In the diagnosis and assessment of ME/CFS, there is a great need for simple objective measures that can differentiate the condition from other chronic illnesses, particularly after 24 or 48 hours when the effects of exercise can become most apparent. To date, researchers at Antwerp University Hospital have found upper limb muscle recovery is be slower in ME/CFS patients (read more), and they have also shown that ‘timed-loaded standing’ with a dumbbell (intended to simulate the performance of the torso during everyday activities) is shorter in women with ME/CFS than others, revealing a relative lack of endurance in the muscles of the trunk and arm (read more).
Similarly, an ongoing program of research at Johns Hopkins University has also shown that simple physiological challenges can have abnormal effects. These researchers have uncovered preliminary evidence that ME/CFS patients’ symptoms can be aggravated by ‘neuromuscular strain’, and that young people with the illness have more areas of the body with an ‘abnormal range of motion’ than healthy youngsters. In fact, in the young patients, they found that adding a longitudinal strain to the nerves and soft tissues provoked symptoms, suggesting that the nervous system and connective tissues of the ME/CFS patients is less compliant, i.e. more sensitive to mechanical movement, than normal. Continuing its investigations, the group’s most recent report describes work on 60 people with ME/CFS and 20 controls, who underwent either a real neuromuscular strain for 15 minutes (passive supine straight leg raise or SLR) or a sham leg raise that minimised strain. The SLR, which involves raising and holding up one leg while the person lies on their back on an examination table, is most often used for low-back examinations; in fact, it is a test of nerve root irritation, most often seen in sciatica or lumber disc herniation (read more). In this case, however, it was used only to give a mild to moderate strain to the muscles and nerves.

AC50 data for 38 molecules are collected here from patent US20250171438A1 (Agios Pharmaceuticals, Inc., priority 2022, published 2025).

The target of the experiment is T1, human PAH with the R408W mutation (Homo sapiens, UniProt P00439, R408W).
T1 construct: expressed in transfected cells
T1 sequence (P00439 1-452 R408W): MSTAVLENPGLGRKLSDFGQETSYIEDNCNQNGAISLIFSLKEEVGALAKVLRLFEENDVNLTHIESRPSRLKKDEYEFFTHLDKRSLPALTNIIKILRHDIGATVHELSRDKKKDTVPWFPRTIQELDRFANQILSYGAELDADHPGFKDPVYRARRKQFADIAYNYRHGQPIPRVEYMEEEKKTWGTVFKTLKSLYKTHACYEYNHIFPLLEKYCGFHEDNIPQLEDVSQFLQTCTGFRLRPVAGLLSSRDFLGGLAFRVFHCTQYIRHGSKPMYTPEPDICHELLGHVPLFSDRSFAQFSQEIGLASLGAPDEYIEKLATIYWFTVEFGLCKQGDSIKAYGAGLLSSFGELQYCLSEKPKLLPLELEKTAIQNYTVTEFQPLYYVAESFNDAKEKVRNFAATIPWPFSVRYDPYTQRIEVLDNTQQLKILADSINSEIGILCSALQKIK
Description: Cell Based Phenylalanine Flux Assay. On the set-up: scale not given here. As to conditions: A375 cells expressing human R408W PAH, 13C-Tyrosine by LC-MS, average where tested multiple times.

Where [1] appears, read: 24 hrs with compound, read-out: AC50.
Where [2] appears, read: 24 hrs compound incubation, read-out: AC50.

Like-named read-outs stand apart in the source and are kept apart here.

Their most interesting finding was that ME/CFS patients undergoing the SLR, which actually strained their muscles and nerves, had more body pain and concentration difficulties during the procedure than those with the sham leg raise. Not only was the mean composite symptom score significantly greater during the manoeuvre (difference of 3.52 points) in the SLR group than the sham leg raise group, but it was also greater after 24 hours (4.30 points). Also, more patients in the SLR group reported at least a two-point increase in at least three symptoms after 24 hours (44 versus 18%, respectively). As the authors say, “a sustained longitudinal strain applied to the neural and soft tissues of the lower limb was associated with an increased intensity of cardinal symptoms during the manoeuver and for up to 24 hours afterwards”.
They explain the results by pointing to the fact that, in everyday life, the nervous system has to adapt to changes as the body moves, including changes in fibre length and the sliding of nerves within their protective coat of fascia (see a review). Passive SLR exerts a pulling force on a large range of structures (lower limb peripheral nerves, dorsal root ganglia, lumbosacral nerve roots, etc.) and probably gives an elongation strain to the entire length of the spinal cord. Such increased mechanical strain may also cause the spinal blood vessels to narrow, and may stimulate mast cells to release biologically active substances, such as histamine, that worsen both acute and delayed symptoms.
Prof Kevin Fontaine, a co-author of the report, says that the findings “have practical implications for understanding why exercise and the activities of daily living might be capable of provoking CFS symptoms…If simply holding up the leg of someone with CFS to a degree that produces a mild to moderate strain is capable of provoking their symptoms, prolonged or excessive muscle strain beyond the usual range of motion that occurs during daily activities might also produce symptom flares.”
Overall, the results suggest that increased mechanical sensitivity may be a factor in the symptoms people with ME/CFS experience after even mild exertion, and the researchers’ next steps are to tease out the particular effects of strains to muscles and nerves, and to elucidate whether neural or muscular factors predominate. Day-to-day impairments in basic functioning of people with ME/CFS – which can be easily measured objectively in the consulting room, and can be provoked by simple manoeuvres like the SLR – tend to be overlooked by healthcare professionals today, but may well have diagnostic or pathophysiological value.